This is salvation, full and complete.  Full acceptance of man by God, in spite of man's position and condition.  One hundred percent the work of God, with no part for man to play.  You and I are participants in salvation only as beneficiaries.  We are not agents or helpers.  We can only stand in wonder of what God has done for us.

But many with a weak knowledge of true grace and the nature of God's forgiveness, fear "cheap grace".  They seek to supplement God's work for man by making man an active participant in his salvation.  Instead of the reasonable requirements of the ten commandments, a new list of "evangelical" do's is substituted.  Right at the top of this new list of do's is the necessity of accepting Christ.  From this point, step by step, the focus moves from the gospel of what God has done for us to our response to the gospel (belief and acceptance).  In this way the gospel is swallowed up in the new program of our acceptance, repentance, faith, baptism and many other conforming evangelical works.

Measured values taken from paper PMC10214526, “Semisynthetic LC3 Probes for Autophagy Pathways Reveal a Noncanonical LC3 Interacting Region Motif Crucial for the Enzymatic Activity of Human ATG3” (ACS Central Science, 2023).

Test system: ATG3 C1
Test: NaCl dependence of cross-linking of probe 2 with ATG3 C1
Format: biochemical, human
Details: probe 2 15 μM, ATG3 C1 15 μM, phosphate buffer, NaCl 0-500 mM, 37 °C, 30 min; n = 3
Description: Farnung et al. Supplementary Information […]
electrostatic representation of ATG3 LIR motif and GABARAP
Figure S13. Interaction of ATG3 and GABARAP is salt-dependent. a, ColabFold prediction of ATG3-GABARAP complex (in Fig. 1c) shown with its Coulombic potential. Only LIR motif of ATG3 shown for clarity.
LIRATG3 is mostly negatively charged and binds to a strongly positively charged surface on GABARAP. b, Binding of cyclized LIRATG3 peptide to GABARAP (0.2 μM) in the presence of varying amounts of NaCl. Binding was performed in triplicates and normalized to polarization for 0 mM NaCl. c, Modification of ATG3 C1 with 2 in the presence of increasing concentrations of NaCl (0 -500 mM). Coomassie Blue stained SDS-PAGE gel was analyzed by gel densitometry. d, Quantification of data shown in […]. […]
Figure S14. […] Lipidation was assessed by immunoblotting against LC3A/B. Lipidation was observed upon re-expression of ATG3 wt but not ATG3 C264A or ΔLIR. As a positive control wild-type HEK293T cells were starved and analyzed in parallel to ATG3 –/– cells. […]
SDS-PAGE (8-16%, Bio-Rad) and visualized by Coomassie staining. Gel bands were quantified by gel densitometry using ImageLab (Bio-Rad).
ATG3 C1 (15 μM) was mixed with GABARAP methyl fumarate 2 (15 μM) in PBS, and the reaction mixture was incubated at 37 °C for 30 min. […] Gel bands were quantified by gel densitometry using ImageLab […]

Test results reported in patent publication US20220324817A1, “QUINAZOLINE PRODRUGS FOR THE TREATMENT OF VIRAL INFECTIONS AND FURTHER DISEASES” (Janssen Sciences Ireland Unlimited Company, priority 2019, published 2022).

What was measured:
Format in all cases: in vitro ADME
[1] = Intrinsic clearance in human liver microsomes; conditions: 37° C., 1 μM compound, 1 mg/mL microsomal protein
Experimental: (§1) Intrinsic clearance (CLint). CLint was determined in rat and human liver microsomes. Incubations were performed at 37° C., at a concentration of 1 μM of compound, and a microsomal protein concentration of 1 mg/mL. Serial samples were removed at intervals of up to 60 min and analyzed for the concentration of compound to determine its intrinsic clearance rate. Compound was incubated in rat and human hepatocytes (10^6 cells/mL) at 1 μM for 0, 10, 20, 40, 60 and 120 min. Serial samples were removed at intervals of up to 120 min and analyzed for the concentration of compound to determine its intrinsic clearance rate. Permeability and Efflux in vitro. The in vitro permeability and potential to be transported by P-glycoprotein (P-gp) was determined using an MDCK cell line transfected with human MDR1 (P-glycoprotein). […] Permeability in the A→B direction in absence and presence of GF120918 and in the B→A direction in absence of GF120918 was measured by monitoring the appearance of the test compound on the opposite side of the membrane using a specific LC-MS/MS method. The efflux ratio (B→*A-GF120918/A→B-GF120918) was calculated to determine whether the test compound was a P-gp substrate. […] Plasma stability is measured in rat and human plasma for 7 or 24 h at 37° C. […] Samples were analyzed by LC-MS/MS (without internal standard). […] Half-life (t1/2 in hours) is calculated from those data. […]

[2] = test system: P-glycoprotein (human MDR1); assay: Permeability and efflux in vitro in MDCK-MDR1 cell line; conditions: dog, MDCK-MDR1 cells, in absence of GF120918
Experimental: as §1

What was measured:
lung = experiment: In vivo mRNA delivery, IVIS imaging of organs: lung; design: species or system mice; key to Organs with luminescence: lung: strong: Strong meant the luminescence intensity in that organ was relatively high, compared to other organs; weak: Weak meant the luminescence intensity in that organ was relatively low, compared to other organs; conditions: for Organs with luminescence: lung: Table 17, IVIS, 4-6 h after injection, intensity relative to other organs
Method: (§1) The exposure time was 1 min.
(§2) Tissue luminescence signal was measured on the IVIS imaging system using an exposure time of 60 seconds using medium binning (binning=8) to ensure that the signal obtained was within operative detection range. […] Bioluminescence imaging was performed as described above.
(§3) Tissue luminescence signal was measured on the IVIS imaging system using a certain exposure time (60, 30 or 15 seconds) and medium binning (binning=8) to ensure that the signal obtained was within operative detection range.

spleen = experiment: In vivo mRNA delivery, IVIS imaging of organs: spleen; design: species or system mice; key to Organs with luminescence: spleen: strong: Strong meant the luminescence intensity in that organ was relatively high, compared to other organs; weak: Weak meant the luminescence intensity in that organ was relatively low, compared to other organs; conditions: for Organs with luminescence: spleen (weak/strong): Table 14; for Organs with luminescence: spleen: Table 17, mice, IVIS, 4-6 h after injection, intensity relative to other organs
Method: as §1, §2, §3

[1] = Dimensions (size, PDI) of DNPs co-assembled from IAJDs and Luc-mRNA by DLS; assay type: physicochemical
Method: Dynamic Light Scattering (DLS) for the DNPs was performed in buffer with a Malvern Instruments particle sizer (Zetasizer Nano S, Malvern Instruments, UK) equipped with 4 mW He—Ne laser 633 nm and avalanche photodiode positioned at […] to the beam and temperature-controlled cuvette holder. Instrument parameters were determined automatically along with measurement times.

When the truth of the gospel is lost sight of, church members come to think of the changes in their own lives as the security of their salvation.  (After all, maybe the people at church talk about little else.)  The general feeling is that if we have repented, accepted Christ, been baptized, etc., that now God must accept us into Heaven. Since we have met the conditions, he owes it to us.  Salvation becomes, not a gift, but wages earned from our evangelical works. (Romans 4:4)

What an outrageous insult to all that is true and holy.  Let it be forever clear that at no time in the past, in the present, nor in the future, was there, is there, nor will there ever be a property or condition in man that causes God to forgive him.  Forgiveness is a free gift, given solely from the goodness of God for Jesus' sake.  God cannot (must not) be required to forgive.